Friday, 8 August 2014

How to Build a Child’s Confidence in the Pool

Early visits to the swimming pool can be pretty daunting for children. Many parents end up on the receiving end of temper tantrums and it can be pretty tempting to just give up and pursue the dry life for the foreseeable future.

However, swimming brings with it a great range of benefits, offering a great workout for body and mind as well as being lots of fun. It’s worth persevering with swimming, so here are a few tips to help you build your child’s confidence in the pool.

Introduce them to Water Early

Baby swimming lessons start as early as four weeks after birth, although it is recommended that new mothers wait at least 6 weeks before taking the plunge. Playing in the pool provides a multi-sensory experience for babies, providing great stimulation for all the senses.

In many cases, a baby introduced to water early will develop a natural confidence in the pool.

Build Up Their Confidence at Home

Summer is the perfect time to get the paddling pool out (All Round Fun have a great range here). Build your little one’s confidence in the water by playing games in the familiar surroundings of the back garden.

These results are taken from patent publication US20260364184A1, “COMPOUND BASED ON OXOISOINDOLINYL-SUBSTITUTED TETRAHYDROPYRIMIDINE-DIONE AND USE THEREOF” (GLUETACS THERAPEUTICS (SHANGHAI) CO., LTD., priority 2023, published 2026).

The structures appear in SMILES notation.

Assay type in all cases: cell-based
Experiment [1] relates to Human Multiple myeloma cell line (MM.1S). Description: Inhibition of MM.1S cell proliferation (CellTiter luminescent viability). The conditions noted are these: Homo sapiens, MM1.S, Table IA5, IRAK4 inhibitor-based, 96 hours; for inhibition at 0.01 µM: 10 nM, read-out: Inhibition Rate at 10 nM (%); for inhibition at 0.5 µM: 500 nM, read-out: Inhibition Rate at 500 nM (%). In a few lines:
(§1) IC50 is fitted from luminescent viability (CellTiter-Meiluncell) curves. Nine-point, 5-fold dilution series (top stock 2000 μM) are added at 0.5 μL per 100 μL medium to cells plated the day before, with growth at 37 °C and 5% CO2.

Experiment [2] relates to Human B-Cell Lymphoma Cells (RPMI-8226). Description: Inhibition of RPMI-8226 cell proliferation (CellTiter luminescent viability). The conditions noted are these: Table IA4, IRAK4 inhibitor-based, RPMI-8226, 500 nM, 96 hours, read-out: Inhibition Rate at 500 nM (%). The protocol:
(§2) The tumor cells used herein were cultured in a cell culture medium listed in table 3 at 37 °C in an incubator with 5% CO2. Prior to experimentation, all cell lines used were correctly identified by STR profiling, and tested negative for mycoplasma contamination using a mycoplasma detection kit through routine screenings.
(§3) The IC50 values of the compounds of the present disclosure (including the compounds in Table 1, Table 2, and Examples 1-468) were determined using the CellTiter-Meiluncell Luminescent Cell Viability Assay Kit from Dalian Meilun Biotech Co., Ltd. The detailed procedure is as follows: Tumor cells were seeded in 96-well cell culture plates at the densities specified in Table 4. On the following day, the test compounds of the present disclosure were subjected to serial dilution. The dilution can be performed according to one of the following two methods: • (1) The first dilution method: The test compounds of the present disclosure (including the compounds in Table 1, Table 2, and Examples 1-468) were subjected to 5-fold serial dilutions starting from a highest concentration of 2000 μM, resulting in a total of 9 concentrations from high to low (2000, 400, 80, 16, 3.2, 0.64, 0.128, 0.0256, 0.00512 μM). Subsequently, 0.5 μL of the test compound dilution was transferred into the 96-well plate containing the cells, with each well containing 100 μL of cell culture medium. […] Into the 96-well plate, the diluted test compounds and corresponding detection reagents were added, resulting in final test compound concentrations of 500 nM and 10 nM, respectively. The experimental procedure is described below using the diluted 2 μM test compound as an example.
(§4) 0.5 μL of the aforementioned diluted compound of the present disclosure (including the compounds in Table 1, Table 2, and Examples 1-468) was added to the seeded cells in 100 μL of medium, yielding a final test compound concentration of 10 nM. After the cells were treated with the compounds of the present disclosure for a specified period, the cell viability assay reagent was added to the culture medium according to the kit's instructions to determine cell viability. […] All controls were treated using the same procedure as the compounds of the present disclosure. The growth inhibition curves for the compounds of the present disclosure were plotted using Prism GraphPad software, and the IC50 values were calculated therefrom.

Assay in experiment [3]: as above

Let them go at their Own Pace

Kids are wonderfully bizarre and prideful creatures, who like to keep to their own beat and pace. Indulge their behaviour a little and allow them to progress at their own speed.

Even if they decide to spend an entire session on the side of the pool, persevere with swim classes. Continue to attend the sessions - as more and more kids become comfortable with the water, even the most reluctant of swimmers may soon be encouraged to dive in.

Lead by Example

If you are a little bit scared of the water and not the most confident of swimming, it may be a good idea to take a few lessons and develop your own skills before taking the kids. Children look to their parents constantly for guidance and example - so if you’re thrashing about with a look of terror etched across your face, the kids won’t be exactly encouraged to give this swimming lark a go.

It is also important to lead by example to ensure kids stay safe in the water. This means no running around the edge of the pool and dunking people’s heads under water so your kids don’t learn any bad habits.

Make it Fun

Children learning much quicker if they are having fun, so turn the introduction to water into one big game. Adapt some of your kids’ favourite games to the pool to help them feel at ease and ensure they’re having fun. The more fun a swim is, the more confident they’ll feel and the more they’ll want to come back week after week.


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